By Petra Alexander
We dedicate the traditional Day of the Dead offering in our Diocesan Pastoral Center to the 'Builders of Peace.' Fortunately, there are men and women who have earned blessings through their work in building peace.
Although in the graves of the deceased, names and dates are accompanied by the abbreviation RIP, which means 'Rest in Peace,' peace is not the silence and tranquility of cemeteries. Peace has to do with life, harmony, justice, fullness, and happiness. Jesus called 'Blessed' those who are capable of contributing elements of peace to the lives of others and to social peace. That's why current conflicts alert us because we know the fragility of peace. Why, if we desire peace, do we not safeguard it? Peace has weakened due to the accumulation of many small and large conflicts: polarizations, abuse of power, racism, violence, and hatred. Now our news is filled with explosions and cries, brutality and tears, dead children, and hostages. We would like to understand the reasons for this breakdown of peace, and the reasons are complicated because they have their roots in history, in land as property or acquisition, in ethnicity, and religion. If global warming was already threatening peace in the world, wars accelerate ecological disasters.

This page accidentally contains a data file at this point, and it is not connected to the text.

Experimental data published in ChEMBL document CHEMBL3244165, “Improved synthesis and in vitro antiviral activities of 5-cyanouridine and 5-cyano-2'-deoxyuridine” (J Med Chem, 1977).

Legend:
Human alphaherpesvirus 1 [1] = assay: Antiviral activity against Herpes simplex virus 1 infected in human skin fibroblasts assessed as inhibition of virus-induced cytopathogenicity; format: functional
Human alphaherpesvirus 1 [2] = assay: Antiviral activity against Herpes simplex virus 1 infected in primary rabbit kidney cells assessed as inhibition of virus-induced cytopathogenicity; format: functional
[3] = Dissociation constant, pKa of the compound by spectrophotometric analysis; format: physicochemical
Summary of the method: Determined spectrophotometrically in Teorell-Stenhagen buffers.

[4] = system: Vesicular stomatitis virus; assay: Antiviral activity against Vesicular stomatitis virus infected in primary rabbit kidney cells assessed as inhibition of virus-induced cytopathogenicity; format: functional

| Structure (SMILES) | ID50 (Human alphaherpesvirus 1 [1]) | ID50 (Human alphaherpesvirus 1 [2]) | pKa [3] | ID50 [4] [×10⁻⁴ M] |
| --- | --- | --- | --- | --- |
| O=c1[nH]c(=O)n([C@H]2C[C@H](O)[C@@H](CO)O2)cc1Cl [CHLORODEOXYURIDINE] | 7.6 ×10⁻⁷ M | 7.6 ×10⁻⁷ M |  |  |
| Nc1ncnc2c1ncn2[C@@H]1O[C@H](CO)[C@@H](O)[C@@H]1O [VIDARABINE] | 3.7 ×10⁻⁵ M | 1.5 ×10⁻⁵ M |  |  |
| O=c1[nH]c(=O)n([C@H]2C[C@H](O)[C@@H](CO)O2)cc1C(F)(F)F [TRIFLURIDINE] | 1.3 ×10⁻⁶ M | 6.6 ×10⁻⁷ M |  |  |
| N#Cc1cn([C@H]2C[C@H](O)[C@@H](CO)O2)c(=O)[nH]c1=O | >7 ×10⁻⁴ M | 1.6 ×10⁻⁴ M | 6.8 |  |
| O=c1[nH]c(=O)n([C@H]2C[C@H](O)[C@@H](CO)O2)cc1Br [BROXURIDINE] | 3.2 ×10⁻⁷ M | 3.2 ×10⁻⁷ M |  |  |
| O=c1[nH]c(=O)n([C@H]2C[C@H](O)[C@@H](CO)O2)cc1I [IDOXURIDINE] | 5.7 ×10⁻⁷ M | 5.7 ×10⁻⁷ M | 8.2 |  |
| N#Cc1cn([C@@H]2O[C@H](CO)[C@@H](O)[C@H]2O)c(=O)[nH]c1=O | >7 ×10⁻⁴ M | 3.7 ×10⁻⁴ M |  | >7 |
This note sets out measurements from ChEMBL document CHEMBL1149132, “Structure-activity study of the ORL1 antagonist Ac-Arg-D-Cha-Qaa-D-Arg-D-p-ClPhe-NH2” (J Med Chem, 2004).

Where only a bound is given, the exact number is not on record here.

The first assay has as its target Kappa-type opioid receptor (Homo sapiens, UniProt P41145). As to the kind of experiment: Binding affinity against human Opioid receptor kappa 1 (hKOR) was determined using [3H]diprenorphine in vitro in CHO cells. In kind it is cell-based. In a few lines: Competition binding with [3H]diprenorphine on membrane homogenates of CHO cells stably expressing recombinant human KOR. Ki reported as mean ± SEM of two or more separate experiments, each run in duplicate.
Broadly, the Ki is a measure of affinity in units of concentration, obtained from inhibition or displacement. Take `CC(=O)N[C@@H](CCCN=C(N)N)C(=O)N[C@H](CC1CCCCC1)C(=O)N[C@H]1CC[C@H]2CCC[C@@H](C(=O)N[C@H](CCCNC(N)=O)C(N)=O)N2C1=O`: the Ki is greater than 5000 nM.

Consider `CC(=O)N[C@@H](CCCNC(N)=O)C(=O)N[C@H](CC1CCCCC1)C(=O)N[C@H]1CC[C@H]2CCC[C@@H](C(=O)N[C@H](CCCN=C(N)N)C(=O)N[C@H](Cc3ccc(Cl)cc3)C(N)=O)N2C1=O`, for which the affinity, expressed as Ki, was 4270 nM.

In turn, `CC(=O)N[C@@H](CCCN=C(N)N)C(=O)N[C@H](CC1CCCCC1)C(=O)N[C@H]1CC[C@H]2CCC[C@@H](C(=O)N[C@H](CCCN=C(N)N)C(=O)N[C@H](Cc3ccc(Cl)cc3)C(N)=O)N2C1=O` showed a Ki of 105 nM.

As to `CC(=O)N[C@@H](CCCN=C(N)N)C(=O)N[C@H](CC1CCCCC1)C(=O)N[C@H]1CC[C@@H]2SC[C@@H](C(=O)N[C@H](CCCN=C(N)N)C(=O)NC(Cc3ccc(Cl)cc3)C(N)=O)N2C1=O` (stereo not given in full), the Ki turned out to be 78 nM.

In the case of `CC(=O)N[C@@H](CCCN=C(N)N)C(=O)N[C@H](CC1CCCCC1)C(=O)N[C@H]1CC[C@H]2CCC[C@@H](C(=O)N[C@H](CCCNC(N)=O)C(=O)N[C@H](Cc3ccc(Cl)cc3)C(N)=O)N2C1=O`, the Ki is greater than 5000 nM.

Resting in Peace is the last wish that overwhelms us when we say goodbye to a loved one who dies. To rest in peace, we must build peace while we live. The lives of the Builders of Peace have not been easy; it has demanded fidelity to their values. It has taken them time and energy in their causes. The Builders of Peace have sustained themselves in respect and dialogue against all hope.
We want our offering, beyond a remembrance of those who have already passed away, to present us with models to emulate in the enormous task that challenges us. Let us pray for peace, starting by declaring an amnesty for our small or large personal enemies. Let us investigate the history of conflicts, advocate for victims, and build the piece of peace that corresponds to us.
Petra Alexander is the Director of Hispanic Affairs for the Diocese of San Bernardino.